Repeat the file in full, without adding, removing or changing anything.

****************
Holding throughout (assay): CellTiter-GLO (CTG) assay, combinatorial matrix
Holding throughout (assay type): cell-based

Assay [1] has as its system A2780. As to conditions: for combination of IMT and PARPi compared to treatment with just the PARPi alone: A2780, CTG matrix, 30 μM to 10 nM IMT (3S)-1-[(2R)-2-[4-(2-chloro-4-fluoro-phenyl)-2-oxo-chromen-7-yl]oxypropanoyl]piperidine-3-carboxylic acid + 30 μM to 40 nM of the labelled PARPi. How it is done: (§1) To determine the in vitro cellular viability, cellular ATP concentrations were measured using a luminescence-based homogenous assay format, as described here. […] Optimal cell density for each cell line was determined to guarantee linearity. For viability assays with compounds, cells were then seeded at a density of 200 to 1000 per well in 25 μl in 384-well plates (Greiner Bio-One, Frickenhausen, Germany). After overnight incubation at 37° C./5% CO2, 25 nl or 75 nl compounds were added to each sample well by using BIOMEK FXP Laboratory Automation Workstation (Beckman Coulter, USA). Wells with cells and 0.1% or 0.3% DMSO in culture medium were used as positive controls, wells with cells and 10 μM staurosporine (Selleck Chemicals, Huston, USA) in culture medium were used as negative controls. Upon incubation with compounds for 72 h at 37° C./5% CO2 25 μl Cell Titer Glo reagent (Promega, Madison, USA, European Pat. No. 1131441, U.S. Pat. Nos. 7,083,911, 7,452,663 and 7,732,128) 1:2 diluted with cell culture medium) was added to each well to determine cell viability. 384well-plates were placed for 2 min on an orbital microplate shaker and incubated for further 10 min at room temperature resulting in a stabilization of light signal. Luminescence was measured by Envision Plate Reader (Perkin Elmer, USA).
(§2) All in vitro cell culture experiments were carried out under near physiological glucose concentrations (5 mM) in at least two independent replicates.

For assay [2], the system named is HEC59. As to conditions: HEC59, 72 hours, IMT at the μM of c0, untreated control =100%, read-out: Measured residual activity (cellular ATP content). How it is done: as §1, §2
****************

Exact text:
Holding throughout (assay): CellTiter-GLO (CTG) assay, combinatorial matrix
Holding throughout (assay type): cell-based

Assay [1] has as its system A2780. As to conditions: for combination of IMT and PARPi compared to treatment with just the PARPi alone: A2780, CTG matrix, 30 μM to 10 nM IMT (3S)-1-[(2R)-2-[4-(2-chloro-4-fluoro-phenyl)-2-oxo-chromen-7-yl]oxypropanoyl]piperidine-3-carboxylic acid + 30 μM to 40 nM of the labelled PARPi. How it is done: (§1) To determine the in vitro cellular viability, cellular ATP concentrations were measured using a luminescence-based homogenous assay format, as described here. […] Optimal cell density for each cell line was determined to guarantee linearity. For viability assays with compounds, cells were then seeded at a density of 200 to 1000 per well in 25 μl in 384-well plates (Greiner Bio-One, Frickenhausen, Germany). After overnight incubation at 37° C./5% CO2, 25 nl or 75 nl compounds were added to each sample well by using BIOMEK FXP Laboratory Automation Workstation (Beckman Coulter, USA). Wells with cells and 0.1% or 0.3% DMSO in culture medium were used as positive controls, wells with cells and 10 μM staurosporine (Selleck Chemicals, Huston, USA) in culture medium were used as negative controls. Upon incubation with compounds for 72 h at 37° C./5% CO2 25 μl Cell Titer Glo reagent (Promega, Madison, USA, European Pat. No. 1131441, U.S. Pat. Nos. 7,083,911, 7,452,663 and 7,732,128) 1:2 diluted with cell culture medium) was added to each well to determine cell viability. 384well-plates were placed for 2 min on an orbital microplate shaker and incubated for further 10 min at room temperature resulting in a stabilization of light signal. Luminescence was measured by Envision Plate Reader (Perkin Elmer, USA).
(§2) All in vitro cell culture experiments were carried out under near physiological glucose concentrations (5 mM) in at least two independent replicates.

For assay [2], the system named is HEC59. As to conditions: HEC59, 72 hours, IMT at the μM of c0, untreated control =100%, read-out: Measured residual activity (cellular ATP content). How it is done: as §1, §2